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China accelerates project to set up its own cotton standards: media

chinadaily.com.cn | Updated: 2021-04-16 16:45

A farmer picks cotton in a field in Hami, Xinjiang Uygur autonomous region, in the fall of 2020. [Photo by Pilates/For chinadaily.com.cn]

China has stepped up plans to launch a domestic cotton project, forming its own national standards on cotton, according to people familiar with the matter, South China Morning Post reported on Thursday.

Zhongnong Guoji, a Beijing-based cotton vertical service provider, started the Weilai Cotton, or future cotton project, two years ago, and has made some progress since January when two organizations – the China Fashion Association and the Modern Seeds Development Fund – became involved, according to SCMP, citing Zhao Yan, one of the coordinators for the project.

The recent international hostility toward Xinjiang cotton has accelerated the project, which is expected to demonstrate a "national aspiration" at this "crucial moment", Zhao said.

"We have been living with Switzerland's standards for years, but the country doesn't even produce cotton. Now it is time to form our own national standards," said Zhao.

Zhao, who will be the chief brand officer for the project, said the group may also establish a separate company called Weilai Cotton to run the day-to-day affairs and organize various events in the industry, with various preparations still ongoing before the project itself can be launched.

The Weilai Cotton project will first look to recruit Chinese brands before considering whether to recruit international brands, Zhao added, and all cotton garments will eventually be tagged with a QR code which will show the entire supply chain.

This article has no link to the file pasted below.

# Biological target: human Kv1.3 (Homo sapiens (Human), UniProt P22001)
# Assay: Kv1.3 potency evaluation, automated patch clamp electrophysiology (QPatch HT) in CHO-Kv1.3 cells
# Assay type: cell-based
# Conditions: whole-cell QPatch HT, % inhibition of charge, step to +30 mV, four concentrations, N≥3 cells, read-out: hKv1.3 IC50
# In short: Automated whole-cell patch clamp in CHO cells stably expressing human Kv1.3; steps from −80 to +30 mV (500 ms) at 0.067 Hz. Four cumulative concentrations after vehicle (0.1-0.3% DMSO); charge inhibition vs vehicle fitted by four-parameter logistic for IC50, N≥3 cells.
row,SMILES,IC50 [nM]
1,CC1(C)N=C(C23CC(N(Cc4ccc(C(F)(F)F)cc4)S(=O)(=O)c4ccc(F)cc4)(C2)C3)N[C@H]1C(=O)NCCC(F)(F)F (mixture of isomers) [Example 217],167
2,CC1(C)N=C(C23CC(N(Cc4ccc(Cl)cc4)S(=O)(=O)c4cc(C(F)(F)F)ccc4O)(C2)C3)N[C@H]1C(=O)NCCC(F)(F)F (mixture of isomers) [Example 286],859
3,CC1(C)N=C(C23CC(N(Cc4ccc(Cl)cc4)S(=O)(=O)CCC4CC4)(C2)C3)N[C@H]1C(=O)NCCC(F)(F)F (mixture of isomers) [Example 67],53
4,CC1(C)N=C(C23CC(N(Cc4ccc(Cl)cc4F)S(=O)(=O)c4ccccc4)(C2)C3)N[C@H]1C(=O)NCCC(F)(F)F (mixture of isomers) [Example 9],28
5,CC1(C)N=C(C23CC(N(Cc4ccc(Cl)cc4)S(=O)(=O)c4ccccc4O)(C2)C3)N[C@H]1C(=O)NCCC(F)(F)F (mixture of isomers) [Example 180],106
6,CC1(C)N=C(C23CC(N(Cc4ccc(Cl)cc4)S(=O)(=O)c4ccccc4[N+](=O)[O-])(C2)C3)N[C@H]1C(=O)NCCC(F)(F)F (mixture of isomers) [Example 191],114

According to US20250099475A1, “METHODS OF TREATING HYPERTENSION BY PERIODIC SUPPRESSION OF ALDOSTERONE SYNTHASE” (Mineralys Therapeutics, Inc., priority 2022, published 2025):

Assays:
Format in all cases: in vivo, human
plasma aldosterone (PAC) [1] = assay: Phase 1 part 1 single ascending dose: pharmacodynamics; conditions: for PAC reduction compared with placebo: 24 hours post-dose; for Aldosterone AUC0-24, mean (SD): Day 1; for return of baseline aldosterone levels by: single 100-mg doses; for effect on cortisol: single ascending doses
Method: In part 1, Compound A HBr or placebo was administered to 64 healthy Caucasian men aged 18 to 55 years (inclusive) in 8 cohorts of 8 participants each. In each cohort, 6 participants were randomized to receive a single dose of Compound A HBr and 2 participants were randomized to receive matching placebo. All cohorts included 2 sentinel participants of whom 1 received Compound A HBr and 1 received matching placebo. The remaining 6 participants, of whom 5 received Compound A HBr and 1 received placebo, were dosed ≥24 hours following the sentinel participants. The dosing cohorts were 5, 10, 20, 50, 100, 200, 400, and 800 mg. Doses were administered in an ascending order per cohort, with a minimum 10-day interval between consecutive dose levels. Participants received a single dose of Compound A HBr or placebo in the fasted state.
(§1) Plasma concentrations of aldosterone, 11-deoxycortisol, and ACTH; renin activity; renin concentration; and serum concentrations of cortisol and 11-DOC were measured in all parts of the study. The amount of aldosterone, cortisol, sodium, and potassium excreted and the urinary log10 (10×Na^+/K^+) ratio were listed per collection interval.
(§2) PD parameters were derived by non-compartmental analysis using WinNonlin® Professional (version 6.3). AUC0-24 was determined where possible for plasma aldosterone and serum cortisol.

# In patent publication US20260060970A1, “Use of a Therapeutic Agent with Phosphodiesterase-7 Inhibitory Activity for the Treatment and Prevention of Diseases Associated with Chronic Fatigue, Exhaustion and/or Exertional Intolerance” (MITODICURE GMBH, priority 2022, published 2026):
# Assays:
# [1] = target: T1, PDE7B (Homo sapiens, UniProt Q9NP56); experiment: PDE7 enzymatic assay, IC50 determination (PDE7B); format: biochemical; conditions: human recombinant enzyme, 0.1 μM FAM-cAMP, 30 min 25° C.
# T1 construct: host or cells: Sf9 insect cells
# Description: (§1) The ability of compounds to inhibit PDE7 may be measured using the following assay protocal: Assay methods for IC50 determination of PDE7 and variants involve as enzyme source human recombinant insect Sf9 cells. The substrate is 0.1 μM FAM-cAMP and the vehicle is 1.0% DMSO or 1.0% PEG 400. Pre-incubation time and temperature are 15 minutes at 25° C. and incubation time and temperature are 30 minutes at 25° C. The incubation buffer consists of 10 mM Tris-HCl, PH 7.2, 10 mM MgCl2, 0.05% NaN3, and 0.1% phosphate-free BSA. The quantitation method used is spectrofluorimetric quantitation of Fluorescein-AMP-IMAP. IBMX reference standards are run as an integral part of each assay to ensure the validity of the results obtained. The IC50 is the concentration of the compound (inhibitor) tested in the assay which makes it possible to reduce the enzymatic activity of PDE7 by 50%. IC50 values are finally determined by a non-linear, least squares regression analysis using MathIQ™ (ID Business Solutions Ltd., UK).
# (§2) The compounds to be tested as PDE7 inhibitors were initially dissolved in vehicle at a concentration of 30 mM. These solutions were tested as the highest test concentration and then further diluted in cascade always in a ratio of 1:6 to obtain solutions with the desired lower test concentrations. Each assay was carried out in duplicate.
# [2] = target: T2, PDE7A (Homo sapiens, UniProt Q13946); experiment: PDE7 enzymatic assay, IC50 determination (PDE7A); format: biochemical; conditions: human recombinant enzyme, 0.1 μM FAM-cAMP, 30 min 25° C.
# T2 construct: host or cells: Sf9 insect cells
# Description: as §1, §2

"By scanning the QR code, you will be able to see which farm the cotton is grown in, which cotton processing factory and yarn plant it went to next, and you can even trace how much fabric was purchased in the same batch," Zhao said.

Weilai Cotton has recruited 32 members in Xinjiang, as well as some domestic fashion brands, according to Luo Yan, secretary general of the Xinjiang Digital Cotton Research Center, who took part in the early preparation of the project and helped with recruiting members in Xinjiang.

"We hope to improve the overall cotton quality in Xinjiang through this brand," Luo said.

The Switzerland-based Better Cotton Initiative, which sets the global standard for cotton industries and certifies cotton farms worldwide, announced last year that it was ceasing all operations in Northwest China's Xinjiang Uygur autonomous region amid accusations of "forced labor" there, CGTN reported on Thursday.

While the statement has disappeared from its website as backlash grows in China against the organization and its members' attempts to boycott Xinjiang cotton.

In March, BCI Shanghai office said it didn't find any case of "forced labor" in Xinjiang in a statement released on its WeChat account.

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